Dan Coughlin's Approach to Giving a Keynote Speech
I began my full-time management consulting business in January 1998. From 1998 through 2007 my primary focus was on providing executive coaching. During that time I coached Division Presidents, Vice-Presidents, and Senior Directors at McDonald's, Marriott, Coca-Cola, Toyota, St. Louis Cardinals, and more than 30 other organizations. I conducted more than 1,500 executive coaching sessions and invested more than 3,000 hours on-site observing and coaching these individuals.
All of my executive coaching was customized and outcome-focused. All the relationships began with clarifying the business outcomes the individual wanted to improve. We then worked together toward leveraging the individual's strengths and honing key behaviors in order to improve those business outcomes. In 2005 I began to shift from advising one individual at a time (executive coaching) to providing practical business advice on leadership, innovation, branding, and sales to hundreds of people at a time (keynote speaking).
Target Audience and Topics
My audiences fall into two specific categories: they are either members of a single business or members of an association made up of numerous businesses. The audience members tend to be business owners, presidents/CEOs, vice-presidents, operational managers, and/or sales/marketing managers. All of my keynote speeches are about practical ideas to accelerate the sustainable achievement of the group's most important desired business outcomes. My keynote topics are leadership, innovation, branding, and sales.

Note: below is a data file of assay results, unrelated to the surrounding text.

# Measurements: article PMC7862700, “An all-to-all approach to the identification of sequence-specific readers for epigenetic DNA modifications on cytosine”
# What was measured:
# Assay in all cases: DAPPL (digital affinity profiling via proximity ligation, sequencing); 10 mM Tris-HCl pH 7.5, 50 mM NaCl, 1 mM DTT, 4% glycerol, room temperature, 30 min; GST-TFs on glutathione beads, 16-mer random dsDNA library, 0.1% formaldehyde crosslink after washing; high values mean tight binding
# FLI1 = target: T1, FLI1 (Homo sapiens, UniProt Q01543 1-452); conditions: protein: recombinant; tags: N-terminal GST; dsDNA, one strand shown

Purpose of a Keynote Speech
To me, the purpose of a keynote speech is to impact the behaviors of the audience members in ways that generate better sustainable results for their organizations. Before every keynote speech I work with the decision-makers to clarify the desired outcomes of the meeting 100 days after it is over. I then provide in my keynote speech very practical ideas the attendees can consider using to impact those desired business outcomes.
Research and Customization
For every keynote speech I do extensive research on the organization or the association. I conduct phone interviews with a dozen people. I send out an e-mail questionnaire with five open-ended questions to anywhere from 50 to 500 people who will be attending the meeting. I read any hard copy documents or websites about the group that I can gather. Many times I go on-site to the organization before my speech in order to better understand their nuances. Based on all of this research I select five or six key ideas to focus on. I create both a hard copy Learning Guide for the attendees and Power Point slides to highlight the key ideas.
Value Added After the Speech is Over
For a speech to make a lasting impact that improves business outcomes, I believe the ideas need to be reinforced periodically with the audience members. Consequently, I write follow-up articles for the organization or the association to use in their internal electronic or hard copy publications. In these articles I highlight the key ideas I delivered in the keynote speech.
Dan can provide numerous examples of each of these components of my keynote speeches.